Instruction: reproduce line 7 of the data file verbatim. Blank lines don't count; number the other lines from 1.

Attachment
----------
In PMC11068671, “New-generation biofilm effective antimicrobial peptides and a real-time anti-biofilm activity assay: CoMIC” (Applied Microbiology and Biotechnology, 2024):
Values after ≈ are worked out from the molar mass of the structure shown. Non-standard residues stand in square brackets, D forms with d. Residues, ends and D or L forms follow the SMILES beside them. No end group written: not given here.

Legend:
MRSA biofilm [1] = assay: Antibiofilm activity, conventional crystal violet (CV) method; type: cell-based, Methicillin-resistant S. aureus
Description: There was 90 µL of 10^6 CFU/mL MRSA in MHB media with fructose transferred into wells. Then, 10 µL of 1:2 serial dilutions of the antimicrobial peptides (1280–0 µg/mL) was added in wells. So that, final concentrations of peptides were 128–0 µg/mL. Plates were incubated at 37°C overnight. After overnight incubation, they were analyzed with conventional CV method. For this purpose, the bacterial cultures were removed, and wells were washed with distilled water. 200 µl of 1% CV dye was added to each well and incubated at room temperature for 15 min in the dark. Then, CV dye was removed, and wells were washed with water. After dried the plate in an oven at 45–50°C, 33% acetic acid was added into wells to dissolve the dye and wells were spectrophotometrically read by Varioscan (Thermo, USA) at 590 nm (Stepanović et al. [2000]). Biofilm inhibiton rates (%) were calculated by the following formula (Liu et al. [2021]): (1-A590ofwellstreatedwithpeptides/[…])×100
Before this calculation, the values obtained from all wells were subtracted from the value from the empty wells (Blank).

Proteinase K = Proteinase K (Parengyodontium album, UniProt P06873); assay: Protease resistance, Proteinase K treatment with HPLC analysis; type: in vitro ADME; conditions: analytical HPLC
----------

Proteinase K = Proteinase K (Parengyodontium album, UniProt P06873); assay: Protease resistance, Proteinase K treatment with HPLC analysis; type: in vitro ADME; conditions: analytical HPLC